Boy who faced brain injury at birth settles case for €20.75m as hospital apologises

Ten-year-old has cerebral palsy and requires round-the-clock care, counsel said


A hospital has apologised to the family of a 10-year old boy for the failings which caused his devastating brain injury at birth.

The apology from University Hospital Waterford was read in the High Court today as Kevin Dunphy English settled for €20.75m his action against the HSE over the care he received at his birth in the hospital.

In a letter to the family, the hospital said, on behalf of its staff and management, it wished “to express sincere apologies for the failings on the part of the hospital that caused the devastating brain injury to your son Kevin at his birth.”

Kevin “suffered permanent profound disabilities which affect him in every facet of his life”.

It added: “The hospital understands that neither this apology nor any financial compensation recovered in court proceedings will assuage the continuing heartache that the family must feel every day. The hospital acknowledges that Kevin’s disabilities are and will continue to be a cause of major hardship for Kevin and his family.”

Dr John O’Mahony SC, with Cian O’Mahony BL, for the boy, told the court a lot of red lights were flashing but went unheeded before the boy’s delivery. It was their case that had Kevin had been born an hour earlier at the hospital, he would have been saved injury.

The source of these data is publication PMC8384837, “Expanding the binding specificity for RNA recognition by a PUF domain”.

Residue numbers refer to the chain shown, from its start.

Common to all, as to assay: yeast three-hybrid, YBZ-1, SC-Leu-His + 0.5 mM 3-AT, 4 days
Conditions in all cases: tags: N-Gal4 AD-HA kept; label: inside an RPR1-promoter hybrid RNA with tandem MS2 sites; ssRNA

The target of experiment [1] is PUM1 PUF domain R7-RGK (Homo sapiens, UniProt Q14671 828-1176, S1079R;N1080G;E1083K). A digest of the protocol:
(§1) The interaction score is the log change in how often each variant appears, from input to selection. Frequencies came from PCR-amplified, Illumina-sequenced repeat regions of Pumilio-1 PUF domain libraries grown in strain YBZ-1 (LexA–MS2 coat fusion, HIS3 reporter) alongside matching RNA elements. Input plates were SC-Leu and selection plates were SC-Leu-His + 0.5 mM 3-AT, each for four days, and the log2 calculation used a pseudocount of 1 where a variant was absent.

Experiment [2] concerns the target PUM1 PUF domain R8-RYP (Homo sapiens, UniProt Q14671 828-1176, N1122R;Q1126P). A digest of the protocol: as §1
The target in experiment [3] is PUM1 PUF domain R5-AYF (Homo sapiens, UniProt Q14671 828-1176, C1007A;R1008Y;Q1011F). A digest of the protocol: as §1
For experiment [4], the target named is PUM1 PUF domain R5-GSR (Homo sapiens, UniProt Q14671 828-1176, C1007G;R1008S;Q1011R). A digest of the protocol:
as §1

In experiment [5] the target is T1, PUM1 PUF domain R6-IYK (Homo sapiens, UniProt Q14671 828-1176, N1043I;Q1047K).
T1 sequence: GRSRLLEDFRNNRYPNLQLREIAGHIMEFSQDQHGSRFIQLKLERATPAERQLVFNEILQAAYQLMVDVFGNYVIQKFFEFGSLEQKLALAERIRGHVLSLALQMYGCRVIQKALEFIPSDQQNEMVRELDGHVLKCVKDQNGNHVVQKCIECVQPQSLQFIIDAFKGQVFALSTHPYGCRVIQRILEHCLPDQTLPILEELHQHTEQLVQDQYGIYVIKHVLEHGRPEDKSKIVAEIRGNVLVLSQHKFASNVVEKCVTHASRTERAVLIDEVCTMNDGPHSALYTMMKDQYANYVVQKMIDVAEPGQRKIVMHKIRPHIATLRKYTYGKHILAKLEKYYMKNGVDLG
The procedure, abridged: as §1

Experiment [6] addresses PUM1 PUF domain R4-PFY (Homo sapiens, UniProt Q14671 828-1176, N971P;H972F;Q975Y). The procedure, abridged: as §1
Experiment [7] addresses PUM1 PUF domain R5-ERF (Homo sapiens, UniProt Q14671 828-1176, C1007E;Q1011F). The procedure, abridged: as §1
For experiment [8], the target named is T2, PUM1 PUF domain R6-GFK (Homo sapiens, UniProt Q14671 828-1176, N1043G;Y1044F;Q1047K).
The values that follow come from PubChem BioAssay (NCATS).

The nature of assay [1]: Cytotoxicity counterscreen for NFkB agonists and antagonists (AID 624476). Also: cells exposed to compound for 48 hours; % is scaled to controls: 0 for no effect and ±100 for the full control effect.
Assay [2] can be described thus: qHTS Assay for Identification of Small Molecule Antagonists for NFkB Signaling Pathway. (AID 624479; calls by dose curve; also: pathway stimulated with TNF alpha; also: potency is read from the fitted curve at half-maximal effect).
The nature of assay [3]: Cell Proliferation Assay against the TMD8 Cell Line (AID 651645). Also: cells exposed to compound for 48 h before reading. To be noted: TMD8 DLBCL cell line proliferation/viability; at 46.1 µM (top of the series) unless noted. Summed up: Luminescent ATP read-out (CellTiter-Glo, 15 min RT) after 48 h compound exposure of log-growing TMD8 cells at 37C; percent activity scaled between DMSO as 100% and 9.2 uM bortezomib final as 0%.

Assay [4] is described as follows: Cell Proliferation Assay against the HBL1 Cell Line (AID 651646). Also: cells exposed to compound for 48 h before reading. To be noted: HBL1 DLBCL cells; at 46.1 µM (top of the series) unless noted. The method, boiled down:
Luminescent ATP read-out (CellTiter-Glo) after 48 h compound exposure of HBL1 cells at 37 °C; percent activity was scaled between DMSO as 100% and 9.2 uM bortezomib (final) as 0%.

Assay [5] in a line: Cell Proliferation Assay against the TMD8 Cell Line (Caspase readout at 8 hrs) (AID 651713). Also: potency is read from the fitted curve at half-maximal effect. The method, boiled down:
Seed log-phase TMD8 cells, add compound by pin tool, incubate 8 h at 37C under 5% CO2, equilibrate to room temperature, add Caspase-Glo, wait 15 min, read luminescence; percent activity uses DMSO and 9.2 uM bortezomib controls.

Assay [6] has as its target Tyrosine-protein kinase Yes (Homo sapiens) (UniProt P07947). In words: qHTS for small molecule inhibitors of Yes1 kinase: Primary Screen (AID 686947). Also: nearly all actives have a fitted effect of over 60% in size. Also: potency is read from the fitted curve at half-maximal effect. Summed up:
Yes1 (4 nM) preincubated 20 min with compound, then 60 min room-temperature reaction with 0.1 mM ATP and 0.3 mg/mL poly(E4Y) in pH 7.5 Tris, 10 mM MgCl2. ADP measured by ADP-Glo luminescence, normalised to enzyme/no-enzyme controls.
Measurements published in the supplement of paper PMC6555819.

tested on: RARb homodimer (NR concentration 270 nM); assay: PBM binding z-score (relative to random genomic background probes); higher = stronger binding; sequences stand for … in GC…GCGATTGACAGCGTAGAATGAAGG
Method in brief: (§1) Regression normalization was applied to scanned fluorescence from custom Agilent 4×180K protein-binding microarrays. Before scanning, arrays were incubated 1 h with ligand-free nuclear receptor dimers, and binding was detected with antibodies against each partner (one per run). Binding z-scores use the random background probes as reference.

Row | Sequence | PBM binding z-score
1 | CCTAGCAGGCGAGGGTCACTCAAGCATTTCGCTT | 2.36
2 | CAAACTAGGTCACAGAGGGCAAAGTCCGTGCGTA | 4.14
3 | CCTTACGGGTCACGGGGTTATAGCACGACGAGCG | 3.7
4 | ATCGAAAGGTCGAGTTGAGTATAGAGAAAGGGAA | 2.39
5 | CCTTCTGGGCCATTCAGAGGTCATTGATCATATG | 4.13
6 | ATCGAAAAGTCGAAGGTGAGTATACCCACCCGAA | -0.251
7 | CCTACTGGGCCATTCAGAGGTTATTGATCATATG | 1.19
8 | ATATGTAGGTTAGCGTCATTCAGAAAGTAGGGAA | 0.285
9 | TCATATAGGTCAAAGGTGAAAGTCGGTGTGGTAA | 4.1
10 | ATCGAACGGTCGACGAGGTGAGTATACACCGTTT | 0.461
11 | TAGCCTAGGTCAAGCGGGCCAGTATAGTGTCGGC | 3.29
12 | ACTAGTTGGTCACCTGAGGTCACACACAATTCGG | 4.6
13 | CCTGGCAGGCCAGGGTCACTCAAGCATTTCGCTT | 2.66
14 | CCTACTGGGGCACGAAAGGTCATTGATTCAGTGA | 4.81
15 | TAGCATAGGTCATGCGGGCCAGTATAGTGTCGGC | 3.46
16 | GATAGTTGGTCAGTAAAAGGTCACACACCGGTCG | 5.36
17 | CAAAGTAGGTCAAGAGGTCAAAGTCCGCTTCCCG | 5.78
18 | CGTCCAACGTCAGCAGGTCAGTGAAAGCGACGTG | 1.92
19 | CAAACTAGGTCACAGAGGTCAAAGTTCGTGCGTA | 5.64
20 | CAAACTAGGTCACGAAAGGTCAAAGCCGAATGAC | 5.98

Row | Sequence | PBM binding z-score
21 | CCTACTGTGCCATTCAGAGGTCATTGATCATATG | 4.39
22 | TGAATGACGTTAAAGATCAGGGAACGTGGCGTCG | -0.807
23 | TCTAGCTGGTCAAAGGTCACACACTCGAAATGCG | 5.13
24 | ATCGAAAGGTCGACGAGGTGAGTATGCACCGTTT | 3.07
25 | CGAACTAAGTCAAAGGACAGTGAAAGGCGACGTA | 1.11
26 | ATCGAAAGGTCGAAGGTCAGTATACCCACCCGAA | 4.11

The baby was in intensive care for the first 24 days of his life.

He has cerebral palsy and global developmental delays and requires round the clock care, counsel said. He has to use a wheelchair for long distances and has an extremely limited vocabulary of about eight or nine words.

Kevin’s parents, Jane Dunphy and Seamus English from Co Kilkenny, had dedicated their lives to their son’s care, counsel added.

The court approved a final lump sum settlement in Kevin’s case of €18 million which, with interim settlement payouts totalling over €2m in the last five years, brings the total to €20.75m.

Ms Dunphy told the court the family are delighted and relieved to have come to the “end of a long road” in the legal process.

“It has been a very long road. Kevin is good and he is happy. Every day he is a challenge. We are going to care for Kevin and do the best way we can for him,” she told Mr Justice Cross.

Kevin Dunphy English of Carrick Road, Mooncoin, Co Kilkenny had, through his mother, sued the HSE as a result of injuries allegedly sustained at the time of his birth. It was claimed he suffered significant brain damage during his delivery at on July 9th, 2010.

His mother was admitted to the hospital on the evening of July 8th, 2010, and labour progressed slowly. After 2.30am on July 9th, decelerations on the CTG trace changed, it was alleged.

A foetal blood sample had been taken at 1.40am but that was not repeated despite the deterioration in the CTG trace, it was alleged. Had the foetal blood sample been repeated, the result would have prompted a decision to intervene earlier in terms of delivery, it was alleged.

Dr O’Mahony previously told the court liability was conceded in the case and it was before the court for assessment of damages only.

In 2013, the HSE had accepted it was in breach of duty to Kevin in the management of his birth by failing to effect a timely delivery, counsel outlined.

Approving the final settlement on Thursday, Mr Justice Kevin Cross congratulated Kevin’s parents for their work and the love they have given Kevin up until now. The judge also said he was sure the apology will give some comfort to Kevin’s parents.